This is made more confusing than necessary. It does use Python lists like an Array. That is not needed, but it is just to exemplify how difficult it is to make intuitive code if you model the world like a computer works.

Step 2: Using object oriented programming to solve the above (first step – the less bad, but still not good solution)

First time you are asked to create stack using an object oriented approach, you will probably do it in a non intuitive way.

Say, you think of a Stack like a object. The stack is the full object.

What does a stack consists of?

Well items which are piled on top of each other, and you can take the top off.

How could that be modeled?

Often the straight forward way from a classical thinking way into the a class.

class Stack:
    def __init__(self):
        self.stack_size = 8
        self.stack = [None]*self.stack_size
        self.top = -1 # empty stack
    def pop(self):
        if self.top == -1:
            return None
        else:
            self.top -= 1
            return self.stack[self.top + 1]
    def push(self, element):
        if self.top + 1 >= self.stack_size:
            self.stack += [None]*self.stack_size
            self.stack_size *= 2
        self.top += 1
        self.stack[self.top] = element
    def print_stack(self):
        for i in range(self.top + 1):
            print(self.stack[i], '', end='')
        print(" (size: " + str(self.stack_size) + ")")

s = Stack()
s.print_stack()
for i in range(10):
    s.push(i)
s.print_stack()
for i in range(8):
    s.pop()
s.print_stack()

If you inspect the code, it is actually the same code. Which in some ways has improved it.

  1. We do not have global variables anymore. They are tied to the Stack class.
  2. The function calls push and pop are also tied to the Stack class.
  3. Also, when we use the Stack, it is clear from the context, as it is tied to the variable s, in this case.

So what is wrong?

Well, it is still not simple to understand what happens in the code. It takes time to understand, even with this simple code.

The functions use variables like top and assigns it to -1 if the stack is empty. It requires you to investigate pop and the constructor to understand that.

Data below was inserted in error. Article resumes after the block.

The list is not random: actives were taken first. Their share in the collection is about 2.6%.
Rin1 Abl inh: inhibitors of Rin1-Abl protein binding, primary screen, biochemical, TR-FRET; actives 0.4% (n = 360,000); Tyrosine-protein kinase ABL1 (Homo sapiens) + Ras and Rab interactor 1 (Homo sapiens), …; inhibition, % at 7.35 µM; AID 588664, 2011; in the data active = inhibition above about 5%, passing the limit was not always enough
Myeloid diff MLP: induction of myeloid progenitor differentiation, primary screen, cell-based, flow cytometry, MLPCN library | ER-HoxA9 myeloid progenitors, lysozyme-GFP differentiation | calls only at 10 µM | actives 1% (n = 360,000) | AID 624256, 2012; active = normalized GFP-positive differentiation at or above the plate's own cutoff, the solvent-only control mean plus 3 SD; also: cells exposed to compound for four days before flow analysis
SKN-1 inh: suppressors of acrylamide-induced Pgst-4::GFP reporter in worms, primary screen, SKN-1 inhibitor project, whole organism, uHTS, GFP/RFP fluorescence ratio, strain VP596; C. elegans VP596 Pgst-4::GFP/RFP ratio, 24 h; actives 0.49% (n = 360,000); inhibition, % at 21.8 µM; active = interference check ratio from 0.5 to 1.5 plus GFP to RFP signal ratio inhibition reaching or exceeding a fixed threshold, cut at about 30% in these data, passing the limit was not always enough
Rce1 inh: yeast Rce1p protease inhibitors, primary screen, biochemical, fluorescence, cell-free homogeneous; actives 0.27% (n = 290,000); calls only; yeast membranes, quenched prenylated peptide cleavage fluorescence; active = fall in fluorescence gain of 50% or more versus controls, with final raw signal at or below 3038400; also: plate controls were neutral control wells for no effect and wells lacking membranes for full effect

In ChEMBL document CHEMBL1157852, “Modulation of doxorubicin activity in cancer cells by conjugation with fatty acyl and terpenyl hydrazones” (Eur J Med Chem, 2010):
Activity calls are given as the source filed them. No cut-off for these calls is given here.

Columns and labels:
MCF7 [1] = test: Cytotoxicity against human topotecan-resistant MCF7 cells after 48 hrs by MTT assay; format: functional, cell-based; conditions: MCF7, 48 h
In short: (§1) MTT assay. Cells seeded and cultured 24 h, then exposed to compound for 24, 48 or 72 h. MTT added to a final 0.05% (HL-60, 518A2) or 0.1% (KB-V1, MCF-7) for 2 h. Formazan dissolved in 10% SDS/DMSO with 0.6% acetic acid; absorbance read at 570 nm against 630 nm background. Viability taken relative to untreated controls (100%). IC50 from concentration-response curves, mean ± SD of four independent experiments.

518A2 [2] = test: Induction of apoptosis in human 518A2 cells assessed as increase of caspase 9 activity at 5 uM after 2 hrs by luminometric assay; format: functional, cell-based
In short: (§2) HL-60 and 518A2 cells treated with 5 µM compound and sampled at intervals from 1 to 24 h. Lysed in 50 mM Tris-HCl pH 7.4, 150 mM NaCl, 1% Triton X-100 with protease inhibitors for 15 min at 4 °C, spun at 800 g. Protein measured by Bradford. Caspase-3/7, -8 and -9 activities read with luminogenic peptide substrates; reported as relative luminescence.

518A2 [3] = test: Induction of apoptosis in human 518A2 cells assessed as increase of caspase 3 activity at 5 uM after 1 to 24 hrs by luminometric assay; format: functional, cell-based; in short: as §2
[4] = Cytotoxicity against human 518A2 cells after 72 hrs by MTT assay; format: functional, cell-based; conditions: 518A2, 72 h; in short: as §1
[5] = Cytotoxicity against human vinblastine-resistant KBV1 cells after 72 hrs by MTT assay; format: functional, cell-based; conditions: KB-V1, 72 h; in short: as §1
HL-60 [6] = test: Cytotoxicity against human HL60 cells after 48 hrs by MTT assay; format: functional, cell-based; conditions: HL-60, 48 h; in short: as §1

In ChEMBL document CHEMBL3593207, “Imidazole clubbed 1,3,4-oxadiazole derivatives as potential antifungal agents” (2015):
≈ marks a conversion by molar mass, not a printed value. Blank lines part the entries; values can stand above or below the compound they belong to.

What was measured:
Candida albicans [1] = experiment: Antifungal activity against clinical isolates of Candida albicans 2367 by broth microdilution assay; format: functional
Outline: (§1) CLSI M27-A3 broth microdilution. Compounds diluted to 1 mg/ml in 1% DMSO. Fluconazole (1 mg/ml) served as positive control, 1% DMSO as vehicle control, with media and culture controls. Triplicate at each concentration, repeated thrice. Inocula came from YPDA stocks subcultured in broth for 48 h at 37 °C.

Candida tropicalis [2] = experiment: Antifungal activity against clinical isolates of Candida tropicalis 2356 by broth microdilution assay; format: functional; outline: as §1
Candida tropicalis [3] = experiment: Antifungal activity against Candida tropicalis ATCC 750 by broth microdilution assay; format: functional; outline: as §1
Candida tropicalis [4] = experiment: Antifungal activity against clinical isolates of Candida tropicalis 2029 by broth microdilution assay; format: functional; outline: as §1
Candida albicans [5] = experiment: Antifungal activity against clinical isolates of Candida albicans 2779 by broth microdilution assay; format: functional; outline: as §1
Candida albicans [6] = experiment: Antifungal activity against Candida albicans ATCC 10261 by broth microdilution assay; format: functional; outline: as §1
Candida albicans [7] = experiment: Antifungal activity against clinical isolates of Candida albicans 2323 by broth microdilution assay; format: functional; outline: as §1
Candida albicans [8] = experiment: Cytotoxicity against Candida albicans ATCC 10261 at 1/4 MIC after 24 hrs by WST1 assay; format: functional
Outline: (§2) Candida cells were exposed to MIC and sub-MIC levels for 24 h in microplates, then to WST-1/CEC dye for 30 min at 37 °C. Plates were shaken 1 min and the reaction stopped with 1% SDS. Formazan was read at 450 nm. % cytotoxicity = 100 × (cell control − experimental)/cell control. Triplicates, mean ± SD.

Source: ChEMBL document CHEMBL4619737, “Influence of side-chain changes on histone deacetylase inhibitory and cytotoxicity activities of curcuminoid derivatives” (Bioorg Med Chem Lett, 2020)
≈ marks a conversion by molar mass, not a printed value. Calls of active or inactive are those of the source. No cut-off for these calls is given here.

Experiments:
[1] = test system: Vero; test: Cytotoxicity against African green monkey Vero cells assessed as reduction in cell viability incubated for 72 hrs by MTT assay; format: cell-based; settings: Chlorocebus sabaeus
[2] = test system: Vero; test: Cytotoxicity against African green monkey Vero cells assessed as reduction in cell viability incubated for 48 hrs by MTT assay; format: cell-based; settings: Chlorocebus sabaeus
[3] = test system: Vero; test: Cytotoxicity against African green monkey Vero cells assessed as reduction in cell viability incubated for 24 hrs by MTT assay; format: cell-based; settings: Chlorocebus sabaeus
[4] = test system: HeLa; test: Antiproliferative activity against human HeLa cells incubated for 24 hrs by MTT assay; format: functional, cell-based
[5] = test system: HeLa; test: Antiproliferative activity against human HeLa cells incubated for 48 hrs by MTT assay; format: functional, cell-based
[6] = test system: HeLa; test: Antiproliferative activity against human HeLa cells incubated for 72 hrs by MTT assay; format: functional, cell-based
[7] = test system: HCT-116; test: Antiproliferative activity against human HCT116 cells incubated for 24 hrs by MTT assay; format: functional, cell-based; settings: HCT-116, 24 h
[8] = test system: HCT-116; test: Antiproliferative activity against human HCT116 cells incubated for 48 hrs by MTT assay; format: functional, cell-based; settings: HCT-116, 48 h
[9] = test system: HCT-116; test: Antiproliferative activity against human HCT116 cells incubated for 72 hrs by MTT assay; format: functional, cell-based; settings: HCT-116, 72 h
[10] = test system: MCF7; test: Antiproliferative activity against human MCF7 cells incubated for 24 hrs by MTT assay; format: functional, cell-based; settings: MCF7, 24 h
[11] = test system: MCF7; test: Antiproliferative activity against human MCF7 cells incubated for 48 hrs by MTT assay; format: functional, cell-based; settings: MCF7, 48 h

The key is to keep it simple.

So how to do that?

Step 3: A simple way to model it

Let’s take a look at the drawing again.

A stack.

A stack actually consists of object on it. Hence, the stack is the abstraction that keeps objects in a specific order.

That said, we need to model that closer, as it will be easier to understand for the reader of the code.

The objects on the stack we will call Nodes.

What characterizes a Node? It lies either on the bottom or on top of another Node.

What characterizes a Stack? It knows the top of the stack and can push and pop Nodes.

How can that be turned into code?

class Node:
    def __init__(self, element=None, next_node=None):
        self.element = element
        self.next_node = next_node

class Stack:
    def __init__(self):
        self.top = None
    def push(self, element):
        self.top = Node(element, self.top)
    def pop(self):
        element = self.top.element
        self.top = self.top.next_node
        return element

s = Stack()
for i in range(20):
    s.push(i)
for i in range(10):
    print(s.pop(), '', end='')
print()

How is that code? Easier to understand?

Of course, normally a Stack would as a minimum have a helper function is_empty() to return if stack is empty. That can be added easily. You see how?

class Node:
    def __init__(self, element=None, next_node=None):
        self.element = element
        self.next_node = next_node

class Stack:
    def __init__(self):
        self.top = None
    def push(self, element):
        self.top = Node(element, self.top)
    def pop(self):
        element = self.top.element
        self.top = self.top.next_node
        return element
    def is_empty(self):
        return self.top == None

s = Stack()
for i in range(20):
    s.push(i)
while not s.is_empty():
    print(s.pop(), '', end='')
print()

Do you get the sense of it now?

Model the code as closely to the reality we humans understand. It makes the code easy to read and understand. Hence, easy to maintain.